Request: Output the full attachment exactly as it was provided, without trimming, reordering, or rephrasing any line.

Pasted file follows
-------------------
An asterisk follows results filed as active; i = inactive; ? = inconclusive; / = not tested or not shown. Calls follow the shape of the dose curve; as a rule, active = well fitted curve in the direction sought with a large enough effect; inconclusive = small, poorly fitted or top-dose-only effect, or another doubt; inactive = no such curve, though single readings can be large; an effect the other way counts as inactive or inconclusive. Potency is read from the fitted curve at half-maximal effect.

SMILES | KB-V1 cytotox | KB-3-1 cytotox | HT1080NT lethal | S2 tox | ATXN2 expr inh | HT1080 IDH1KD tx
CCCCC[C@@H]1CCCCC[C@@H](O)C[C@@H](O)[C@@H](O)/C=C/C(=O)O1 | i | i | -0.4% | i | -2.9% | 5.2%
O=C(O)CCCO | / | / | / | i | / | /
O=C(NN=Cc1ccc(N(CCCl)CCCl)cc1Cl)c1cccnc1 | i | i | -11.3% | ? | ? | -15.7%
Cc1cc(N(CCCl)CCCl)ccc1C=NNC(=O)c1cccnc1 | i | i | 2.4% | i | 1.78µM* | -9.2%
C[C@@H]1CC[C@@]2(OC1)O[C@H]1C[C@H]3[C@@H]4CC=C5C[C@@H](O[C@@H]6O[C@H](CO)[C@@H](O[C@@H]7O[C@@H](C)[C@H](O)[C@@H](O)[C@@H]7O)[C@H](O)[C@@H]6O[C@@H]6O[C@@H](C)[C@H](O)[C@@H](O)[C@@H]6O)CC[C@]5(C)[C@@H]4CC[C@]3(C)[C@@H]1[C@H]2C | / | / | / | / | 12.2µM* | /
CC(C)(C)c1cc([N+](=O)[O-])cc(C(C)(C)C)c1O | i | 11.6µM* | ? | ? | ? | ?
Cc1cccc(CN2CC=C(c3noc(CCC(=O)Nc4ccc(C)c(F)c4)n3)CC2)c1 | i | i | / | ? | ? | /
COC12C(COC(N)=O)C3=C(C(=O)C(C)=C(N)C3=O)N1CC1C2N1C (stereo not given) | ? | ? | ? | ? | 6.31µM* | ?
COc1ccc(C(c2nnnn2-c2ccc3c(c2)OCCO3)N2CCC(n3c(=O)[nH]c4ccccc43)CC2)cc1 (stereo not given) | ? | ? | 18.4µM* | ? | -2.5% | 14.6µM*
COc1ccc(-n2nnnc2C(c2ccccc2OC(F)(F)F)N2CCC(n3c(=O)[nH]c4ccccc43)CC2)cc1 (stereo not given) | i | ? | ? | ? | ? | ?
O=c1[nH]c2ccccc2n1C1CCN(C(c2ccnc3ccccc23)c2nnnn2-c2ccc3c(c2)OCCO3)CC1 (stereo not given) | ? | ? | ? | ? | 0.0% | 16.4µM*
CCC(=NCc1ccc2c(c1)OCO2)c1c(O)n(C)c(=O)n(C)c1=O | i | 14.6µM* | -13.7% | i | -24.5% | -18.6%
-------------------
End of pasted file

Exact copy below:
An asterisk follows results filed as active; i = inactive; ? = inconclusive; / = not tested or not shown. Calls follow the shape of the dose curve; as a rule, active = well fitted curve in the direction sought with a large enough effect; inconclusive = small, poorly fitted or top-dose-only effect, or another doubt; inactive = no such curve, though single readings can be large; an effect the other way counts as inactive or inconclusive. Potency is read from the fitted curve at half-maximal effect.

SMILES | KB-V1 cytotox | KB-3-1 cytotox | HT1080NT lethal | S2 tox | ATXN2 expr inh | HT1080 IDH1KD tx
CCCCC[C@@H]1CCCCC[C@@H](O)C[C@@H](O)[C@@H](O)/C=C/C(=O)O1 | i | i | -0.4% | i | -2.9% | 5.2%
O=C(O)CCCO | / | / | / | i | / | /
O=C(NN=Cc1ccc(N(CCCl)CCCl)cc1Cl)c1cccnc1 | i | i | -11.3% | ? | ? | -15.7%
Cc1cc(N(CCCl)CCCl)ccc1C=NNC(=O)c1cccnc1 | i | i | 2.4% | i | 1.78µM* | -9.2%
C[C@@H]1CC[C@@]2(OC1)O[C@H]1C[C@H]3[C@@H]4CC=C5C[C@@H](O[C@@H]6O[C@H](CO)[C@@H](O[C@@H]7O[C@@H](C)[C@H](O)[C@@H](O)[C@@H]7O)[C@H](O)[C@@H]6O[C@@H]6O[C@@H](C)[C@H](O)[C@@H](O)[C@@H]6O)CC[C@]5(C)[C@@H]4CC[C@]3(C)[C@@H]1[C@H]2C | / | / | / | / | 12.2µM* | /
CC(C)(C)c1cc([N+](=O)[O-])cc(C(C)(C)C)c1O | i | 11.6µM* | ? | ? | ? | ?
Cc1cccc(CN2CC=C(c3noc(CCC(=O)Nc4ccc(C)c(F)c4)n3)CC2)c1 | i | i | / | ? | ? | /
COC12C(COC(N)=O)C3=C(C(=O)C(C)=C(N)C3=O)N1CC1C2N1C (stereo not given) | ? | ? | ? | ? | 6.31µM* | ?
COc1ccc(C(c2nnnn2-c2ccc3c(c2)OCCO3)N2CCC(n3c(=O)[nH]c4ccccc43)CC2)cc1 (stereo not given) | ? | ? | 18.4µM* | ? | -2.5% | 14.6µM*
COc1ccc(-n2nnnc2C(c2ccccc2OC(F)(F)F)N2CCC(n3c(=O)[nH]c4ccccc43)CC2)cc1 (stereo not given) | i | ? | ? | ? | ? | ?
O=c1[nH]c2ccccc2n1C1CCN(C(c2ccnc3ccccc23)c2nnnn2-c2ccc3c(c2)OCCO3)CC1 (stereo not given) | ? | ? | ? | ? | 0.0% | 16.4µM*
CCC(=NCc1ccc2c(c1)OCO2)c1c(O)n(C)c(=O)n(C)c1=O | i | 14.6µM* | -13.7% | i | -24.5% | -18.6%